Imagine a society where you get to go skiing, mountaineering and yachting. Imagine a society that teaches you leadership, teamwork and survival skills. A society that would have you climbing in Morocco one week, and target shooting in Dartmoor the next. Sounds too good to be true, doesn’t it? Now imagine that they pay you for the privilege. That is exactly what the University Officer Training Corps (UOTC) has to offer.
The UOTC is a university society funded by the British Army that allows students to have a taste of what the Army has to offer, but with no long term commitment or possibility of deployment. You can leave at any time and you’ll never be sent to anywhere dangerous, or that you don’t want to go to.
I joined the UOTC in October 2013 in my first year of university, as I had always thought of joining the Armed Forces. The UOTC seemed like a great way to have a look at and experience military life to see if it was for me. Most members however have no intention of joining the Army after finishing at university, with the majority going on to civilian careers after graduate. However, for those members who are looking at a regular career in the Armed Forces or continuing their Army Reserve career, the UOTC offers advice, guidance and help with any queries related to a career in the army.
The UOTC training is split into three years. The military training is split into roughly three blocks, one for each year. Module Alpha equates to basic training and involves basic soldiering skills such as field craft, drill and weapons handling.
Module Bravo, the ‘becoming a leader’ course, includes advanced planning and briefing skills and other elements of leadership training. This culminates in an Officer Cadet being able to lead a team of 30 men and women.
In your third year, Officer Cadets are selected to become instructors to assist in the training of first and second years. Some may even have completed the Army Reserve commissioning course and have been promoted to 2nd Lieutenant in the Army Reserve.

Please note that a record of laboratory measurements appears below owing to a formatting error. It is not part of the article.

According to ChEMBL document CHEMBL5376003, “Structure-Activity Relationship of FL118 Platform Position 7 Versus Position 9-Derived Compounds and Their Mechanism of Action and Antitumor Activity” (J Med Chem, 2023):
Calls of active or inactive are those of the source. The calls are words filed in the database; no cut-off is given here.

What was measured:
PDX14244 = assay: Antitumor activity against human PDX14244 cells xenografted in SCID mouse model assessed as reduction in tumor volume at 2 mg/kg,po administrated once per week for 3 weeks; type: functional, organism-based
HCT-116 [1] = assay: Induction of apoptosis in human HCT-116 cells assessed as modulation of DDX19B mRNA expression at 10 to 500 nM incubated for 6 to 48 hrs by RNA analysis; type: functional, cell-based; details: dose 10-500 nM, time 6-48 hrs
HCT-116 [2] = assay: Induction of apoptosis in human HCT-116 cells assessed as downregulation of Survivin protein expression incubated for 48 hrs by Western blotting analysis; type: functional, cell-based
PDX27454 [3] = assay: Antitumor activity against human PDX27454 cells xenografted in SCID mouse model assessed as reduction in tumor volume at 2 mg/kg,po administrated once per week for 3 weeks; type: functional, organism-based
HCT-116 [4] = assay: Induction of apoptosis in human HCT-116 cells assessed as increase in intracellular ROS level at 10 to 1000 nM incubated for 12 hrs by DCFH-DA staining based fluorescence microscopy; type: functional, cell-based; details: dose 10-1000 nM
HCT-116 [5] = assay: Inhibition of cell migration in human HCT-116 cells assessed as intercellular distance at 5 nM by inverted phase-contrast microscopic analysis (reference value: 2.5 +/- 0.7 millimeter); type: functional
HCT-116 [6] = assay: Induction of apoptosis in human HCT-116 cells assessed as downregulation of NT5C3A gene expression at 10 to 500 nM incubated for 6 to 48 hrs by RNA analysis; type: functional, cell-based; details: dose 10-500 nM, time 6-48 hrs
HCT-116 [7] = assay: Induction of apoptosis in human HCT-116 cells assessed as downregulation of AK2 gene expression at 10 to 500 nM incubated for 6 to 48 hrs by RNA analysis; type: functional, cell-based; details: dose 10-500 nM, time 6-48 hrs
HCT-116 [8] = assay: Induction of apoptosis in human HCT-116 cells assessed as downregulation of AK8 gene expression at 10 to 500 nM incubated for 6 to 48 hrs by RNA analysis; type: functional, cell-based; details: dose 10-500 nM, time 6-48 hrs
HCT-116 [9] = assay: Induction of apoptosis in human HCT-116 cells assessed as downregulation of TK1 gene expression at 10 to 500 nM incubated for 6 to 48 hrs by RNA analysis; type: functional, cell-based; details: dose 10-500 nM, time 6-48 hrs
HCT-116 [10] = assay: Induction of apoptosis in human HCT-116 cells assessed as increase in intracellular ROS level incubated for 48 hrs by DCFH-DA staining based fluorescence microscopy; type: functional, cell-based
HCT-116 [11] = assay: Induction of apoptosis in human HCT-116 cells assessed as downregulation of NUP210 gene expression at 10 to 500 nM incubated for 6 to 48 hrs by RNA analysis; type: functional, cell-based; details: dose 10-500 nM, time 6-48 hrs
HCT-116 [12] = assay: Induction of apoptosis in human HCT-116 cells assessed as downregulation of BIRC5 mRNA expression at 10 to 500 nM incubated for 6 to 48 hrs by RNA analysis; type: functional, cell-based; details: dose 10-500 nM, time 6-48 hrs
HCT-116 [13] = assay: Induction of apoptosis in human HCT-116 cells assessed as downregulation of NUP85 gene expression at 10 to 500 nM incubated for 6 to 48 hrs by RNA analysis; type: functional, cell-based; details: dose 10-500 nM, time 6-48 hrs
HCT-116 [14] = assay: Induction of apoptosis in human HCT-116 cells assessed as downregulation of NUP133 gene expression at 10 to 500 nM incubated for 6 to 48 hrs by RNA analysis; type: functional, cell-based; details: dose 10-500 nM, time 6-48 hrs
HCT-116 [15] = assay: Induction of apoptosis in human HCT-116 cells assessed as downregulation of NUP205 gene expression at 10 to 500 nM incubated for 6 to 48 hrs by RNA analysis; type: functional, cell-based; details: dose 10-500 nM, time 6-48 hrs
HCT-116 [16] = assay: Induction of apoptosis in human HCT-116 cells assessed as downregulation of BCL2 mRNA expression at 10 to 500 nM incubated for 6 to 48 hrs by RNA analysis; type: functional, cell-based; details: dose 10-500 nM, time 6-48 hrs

There are many other military opportunities in the UOTC to undertake along with the standard training. Every summer the unit undertakes a two-week annual camp, which encompasses a week of military training followed by a week of adventure training. Members can also go on regimental visits to units such as the Royal Artillery and other units, to have a look at the different careers which the army has to offer.
Members can also volunteer to attempt more challenging training exercises as well. For example, I have completed an exercise with the Royal Marines as well as also completing Exercise Cambrian Patrol. Both exercises were physically and mentally demanding, but if you are looking for a challenge they are great opportunities to undertake.
However, the UOTC is not all about military training. The unit undertakes a wide variety of both social and adventure training activities. Events such as the annual dinner in February are fantastic opportunities to experience a formal black tie dinner with the company of distinguished figures, from academia, business and the Armed Forces. Certainly not something your average student will experience during their time at university.
The unit also invests heavily in adventure training. From ski-ing in the January break, to caving after annual camp the adventure training opportunities are wide and varied. Members can also pitch ideas for their own adventurous expeditions, with eight already given the go ahead for 2017. These include expeditions such as hiking in Madagascar through to mountaineering in Morocco. If you are prepared to plan for an expedition, the chances are you will get the funding and support to undertake it.
Being a member of the UOTC can also be a great way to gain various qualifications and valuable skills which employers highly value. After completing Module Bravo members are awarded with a CMI Level 5 Leadership and Management qualification, which is highly valued by civilian employers.
Adventure training certification is also available, such as qualifications in skiing, mountaineering and yachting. Overall the experience of being a member of the UOTC is highly valued by civilian employers, who value its emphasis on leadership, management and teamwork.
If you are looking for a challenge, or a chance to look at Army life and gain new experiences outside of typical student activities, then I would highly recommend the UOTC. The experiences and memories you will gain make it by far the most worthwhile society at UEA.